Growing Crofton Park


Welcome to Growing Crofton Park.

We are a community let project that aims to promote the health and well-being of Crofton Parks residents, shopkeepers, visitors and its local wildlife. Our mission is to plant a diverse range of street trees on Brockley Road, for the reason that Brockley Corridor is often very congested with traffic, noise and dominated with slabs of concrete.

Why support this project?
By supporting this project you will help to ensure that London continues to be a green city for future generations and help to reduce the impact of climate change. ‘Brockley Corridor’ runs through Crofton Park and is often very congested with traffic, making it a noisy and a polluted street. Planting street trees will bring many benefits to the local and surrounding community - the people that use it every day - working in and visiting the local shops, bars, cafes, restaurants, iconic ballroom and community run Library not forgetting the children and youth that walk along the street everyday, to and from school.

Why plant street trees on an urban high street?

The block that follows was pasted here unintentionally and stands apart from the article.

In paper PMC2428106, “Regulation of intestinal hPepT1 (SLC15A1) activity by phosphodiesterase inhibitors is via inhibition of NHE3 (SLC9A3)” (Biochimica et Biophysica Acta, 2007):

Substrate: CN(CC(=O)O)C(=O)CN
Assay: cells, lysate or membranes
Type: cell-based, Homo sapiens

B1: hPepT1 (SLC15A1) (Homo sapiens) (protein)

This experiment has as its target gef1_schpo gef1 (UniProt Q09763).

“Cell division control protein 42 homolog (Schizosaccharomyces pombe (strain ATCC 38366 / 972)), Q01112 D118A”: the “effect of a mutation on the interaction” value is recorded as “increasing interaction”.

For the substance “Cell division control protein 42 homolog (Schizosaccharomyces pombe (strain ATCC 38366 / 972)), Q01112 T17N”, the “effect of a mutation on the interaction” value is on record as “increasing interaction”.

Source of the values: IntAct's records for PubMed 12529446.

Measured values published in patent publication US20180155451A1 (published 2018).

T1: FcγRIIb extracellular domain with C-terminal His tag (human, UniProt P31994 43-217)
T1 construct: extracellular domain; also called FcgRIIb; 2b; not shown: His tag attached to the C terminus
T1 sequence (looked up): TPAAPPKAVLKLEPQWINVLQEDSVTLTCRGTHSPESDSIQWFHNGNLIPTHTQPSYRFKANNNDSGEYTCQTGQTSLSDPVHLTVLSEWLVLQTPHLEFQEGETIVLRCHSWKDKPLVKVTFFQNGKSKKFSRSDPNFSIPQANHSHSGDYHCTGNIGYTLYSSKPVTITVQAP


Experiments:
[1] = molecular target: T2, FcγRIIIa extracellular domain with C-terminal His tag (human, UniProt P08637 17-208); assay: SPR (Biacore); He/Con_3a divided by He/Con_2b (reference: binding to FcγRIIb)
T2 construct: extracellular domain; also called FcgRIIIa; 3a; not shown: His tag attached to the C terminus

A growing body of scientific evidence has demonstrated the health – and wealth – benefits of trees in cities. Trees make people happier and heathier!

Trees lower pollution, alleviate flood water and boost our environment.

Trees cool our streets and provide food and shelter for local wildlife. 

A recent report, commissioned by the Green party on the London Assembly, stated that London is the most vulnerable city in western Europe to floods, extreme cold, windstorms and drought as global temperatures rise.

Some facts about London Trees

  • Each year London’s trees remove 2241 tonnes of pollution worth £126m per year. Air pollution is a major issue for London and the contribution made by trees to its reduction has a direct positive impact on public health and is – literally - life saving.

  • Each year London’s trees intercept rainfall and prevent nearly 3½ million cubic metres of water from entering the drainage system and so, reducing the risk of flooding and water pollution events. This is the equivalent of 1365 Olympic swimming pools with a monetary value of £2.8m per year.

  • London’s trees store 2.4 million tonnes of carbon and they sequester carbon dioxide from the atmosphere to reduce the impact of climate change. This is equivalent to the carbon produced from 26 billion vehicle miles.

The survey found that:

  • It’s all then given a hard-headed financial value based on the carbon they store, the air pollution they remove, the rainwater they hold (allowing it to be re-evaporated by the sun rather than disappearing into drains and sewers) and how they ameliorate extreme temperatures. Trees that are close to buildings reduce air conditioning in summer, and even heating bills in winter – small effects that become extremely valuable in a big city.

  • air quality improvement and carbon storage